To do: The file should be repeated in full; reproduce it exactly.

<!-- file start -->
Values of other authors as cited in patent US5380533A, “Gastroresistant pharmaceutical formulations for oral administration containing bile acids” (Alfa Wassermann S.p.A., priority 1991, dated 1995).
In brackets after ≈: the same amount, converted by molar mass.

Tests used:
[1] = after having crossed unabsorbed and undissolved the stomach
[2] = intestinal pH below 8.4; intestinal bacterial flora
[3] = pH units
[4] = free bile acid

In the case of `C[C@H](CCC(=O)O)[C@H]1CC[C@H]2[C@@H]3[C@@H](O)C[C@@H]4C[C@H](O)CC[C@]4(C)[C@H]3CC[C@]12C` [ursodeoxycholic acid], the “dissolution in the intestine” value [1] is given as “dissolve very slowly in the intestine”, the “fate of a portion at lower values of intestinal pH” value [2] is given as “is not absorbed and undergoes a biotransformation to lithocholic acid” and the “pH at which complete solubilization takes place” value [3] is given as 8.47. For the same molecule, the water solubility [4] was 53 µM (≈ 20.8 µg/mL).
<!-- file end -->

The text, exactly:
Values of other authors as cited in patent US5380533A, “Gastroresistant pharmaceutical formulations for oral administration containing bile acids” (Alfa Wassermann S.p.A., priority 1991, dated 1995).
In brackets after ≈: the same amount, converted by molar mass.

Tests used:
[1] = after having crossed unabsorbed and undissolved the stomach
[2] = intestinal pH below 8.4; intestinal bacterial flora
[3] = pH units
[4] = free bile acid

In the case of `C[C@H](CCC(=O)O)[C@H]1CC[C@H]2[C@@H]3[C@@H](O)C[C@@H]4C[C@H](O)CC[C@]4(C)[C@H]3CC[C@]12C` [ursodeoxycholic acid], the “dissolution in the intestine” value [1] is given as “dissolve very slowly in the intestine”, the “fate of a portion at lower values of intestinal pH” value [2] is given as “is not absorbed and undergoes a biotransformation to lithocholic acid” and the “pH at which complete solubilization takes place” value [3] is given as 8.47. For the same molecule, the water solubility [4] was 53 µM (≈ 20.8 µg/mL).